A Rising Threat: Phishing and Crypto-locker Viruses
Over the past several years, two types of cyber-attacks have become increasingly prevalent in the SMB segment: phishing and crypto-locker style viruses. Fortunately, both are entirely preventable. Additionally, there are numerous steps which can be taken to mitigate the damage to the business and loss of income due to lost productivity.
First, it is important to define and differentiate between the two types of attacks. Fortunately, both attacks require action on the part of the end user. Unfortunately, because of this, they often run with the user’s permissions, which if security permissions are not set correctly, can be devastating to shared resources.
Phishing Attacks: Tricks to Transfer Money
Phishing most often involves an email sent with a spoofed (faked) header. These emails are most often sent to finance staff, and purport to be from senior company leadership. They are not very sophisticated, but are often very convincing. They will usually ask for a wire transfer of some kind, typically to an entity that sounds legitimate. Proper accounting controls and careful scrutiny of these emails are the best prevention. Educating finance and accounting staff by showing them how to determine if an email is actually from company leadership is also of paramount importance. There are many simple checks that, with training, any staff member can be trained to perform. This type of attack rarely affects company data, but can result in a significant loss of funds.
Crypto-Locker Attacks: Holding Your Data Hostage
Crypto-locker attacks use a similar profile. They usually operate by sending a legitimate looking email containing an “unpaid invoice” or some other document that looks like a PDF, and would normally demand action on the part of an un-wary user. These attachments contain malicious code that executes under the user’s profile. The basic version of these viruses scans for all drives mounted to the user’s PC (either local or network), and proceeds to encrypt all files contained in those drives. Then encryption is usually 128 and 256 bit and is effectively unbreakable. In each directory, a file is placed with information allowing the victim to pay a ransom via credit card. Supposedly, this ransom will then provide an unlock key. Sometimes ransoms are honored, but often they are not.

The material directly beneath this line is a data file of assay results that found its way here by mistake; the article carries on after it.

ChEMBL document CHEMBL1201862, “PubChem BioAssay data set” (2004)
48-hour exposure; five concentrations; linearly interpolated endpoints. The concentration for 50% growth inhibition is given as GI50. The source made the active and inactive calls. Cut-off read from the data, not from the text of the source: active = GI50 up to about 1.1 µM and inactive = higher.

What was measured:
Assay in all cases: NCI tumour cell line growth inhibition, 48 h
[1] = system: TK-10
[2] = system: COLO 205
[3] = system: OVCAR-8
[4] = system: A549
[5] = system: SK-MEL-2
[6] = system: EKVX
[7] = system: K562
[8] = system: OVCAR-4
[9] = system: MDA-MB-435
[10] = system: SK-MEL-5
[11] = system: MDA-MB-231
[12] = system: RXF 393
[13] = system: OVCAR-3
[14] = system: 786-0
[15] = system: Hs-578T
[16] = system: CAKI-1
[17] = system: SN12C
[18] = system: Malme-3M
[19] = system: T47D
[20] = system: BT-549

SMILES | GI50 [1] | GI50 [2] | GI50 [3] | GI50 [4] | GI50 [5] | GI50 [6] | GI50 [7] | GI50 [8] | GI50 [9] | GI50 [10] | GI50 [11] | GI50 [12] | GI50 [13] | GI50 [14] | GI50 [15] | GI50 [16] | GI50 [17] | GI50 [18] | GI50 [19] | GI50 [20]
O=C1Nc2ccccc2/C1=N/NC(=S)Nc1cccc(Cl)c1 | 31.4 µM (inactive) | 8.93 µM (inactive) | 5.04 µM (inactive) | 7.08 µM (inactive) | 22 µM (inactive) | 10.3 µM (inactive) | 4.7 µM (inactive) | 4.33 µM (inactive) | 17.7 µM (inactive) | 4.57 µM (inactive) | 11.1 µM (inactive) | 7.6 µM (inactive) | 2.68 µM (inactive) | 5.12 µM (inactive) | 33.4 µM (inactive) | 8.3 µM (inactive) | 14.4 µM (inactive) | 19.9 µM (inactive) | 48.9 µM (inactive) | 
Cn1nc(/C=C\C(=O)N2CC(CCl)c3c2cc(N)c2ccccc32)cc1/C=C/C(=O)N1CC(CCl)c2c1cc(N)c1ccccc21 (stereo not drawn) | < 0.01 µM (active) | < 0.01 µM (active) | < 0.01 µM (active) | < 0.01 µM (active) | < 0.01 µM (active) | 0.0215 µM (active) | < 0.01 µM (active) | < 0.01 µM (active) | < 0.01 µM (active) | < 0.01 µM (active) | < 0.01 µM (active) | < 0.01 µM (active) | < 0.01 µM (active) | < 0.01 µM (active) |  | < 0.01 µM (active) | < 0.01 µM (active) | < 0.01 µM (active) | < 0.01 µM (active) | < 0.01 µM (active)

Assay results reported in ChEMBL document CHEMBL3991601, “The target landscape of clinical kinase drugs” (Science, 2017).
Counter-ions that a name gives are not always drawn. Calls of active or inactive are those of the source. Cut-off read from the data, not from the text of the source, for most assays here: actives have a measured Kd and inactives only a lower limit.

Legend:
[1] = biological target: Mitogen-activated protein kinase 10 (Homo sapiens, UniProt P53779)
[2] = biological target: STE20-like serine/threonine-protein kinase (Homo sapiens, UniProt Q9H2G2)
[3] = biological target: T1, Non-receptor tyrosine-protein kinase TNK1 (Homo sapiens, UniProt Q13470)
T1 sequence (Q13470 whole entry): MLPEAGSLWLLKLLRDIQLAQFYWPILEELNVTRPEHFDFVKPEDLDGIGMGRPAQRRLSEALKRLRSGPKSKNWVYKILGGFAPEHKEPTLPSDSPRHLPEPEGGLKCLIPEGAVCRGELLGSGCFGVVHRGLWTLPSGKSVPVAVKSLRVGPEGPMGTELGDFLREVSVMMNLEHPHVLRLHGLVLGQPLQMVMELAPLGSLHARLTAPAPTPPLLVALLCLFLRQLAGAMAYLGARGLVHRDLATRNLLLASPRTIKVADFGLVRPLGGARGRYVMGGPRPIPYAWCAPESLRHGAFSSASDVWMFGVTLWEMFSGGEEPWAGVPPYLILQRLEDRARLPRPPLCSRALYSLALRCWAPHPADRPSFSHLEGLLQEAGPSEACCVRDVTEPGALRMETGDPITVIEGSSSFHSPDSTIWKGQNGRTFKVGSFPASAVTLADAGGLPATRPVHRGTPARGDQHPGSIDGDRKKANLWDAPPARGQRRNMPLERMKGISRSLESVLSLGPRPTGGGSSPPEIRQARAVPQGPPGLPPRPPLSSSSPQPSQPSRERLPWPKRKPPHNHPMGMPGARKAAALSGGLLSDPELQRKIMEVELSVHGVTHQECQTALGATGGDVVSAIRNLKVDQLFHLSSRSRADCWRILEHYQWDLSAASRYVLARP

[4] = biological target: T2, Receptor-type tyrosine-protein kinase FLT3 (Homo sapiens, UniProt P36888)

Because these attacks do not usually modify sensitive system files, they often run right past anti-virus software. The best way to prevent this type of attack is vigilant users. If the email is not from a source they immediately recognize, or even if it is, users must be educated to refer the email to their technical resources to further review the email and verify it is from the intended source. Since no one is perfect, the frequency of crypto attacks also further underscores the need for good backups, and monitoring to ensure the backups are up to date.
Crypto attacks also underscore the need for strict network access permissions to further limit the effects of a user being infected. This is of paramount importance for companies with large data sets, where the restore process can take 24 hours or more. As the attacks have gotten more sophisticated, many of them are now also capable of damaging VSS (Volume Shadow Copies – or “snapshots”) of files, which used to be a very lightweight and convenient way to undo the encrypted files.
Up next: preventative measures, and what to do if you’ve been attacked.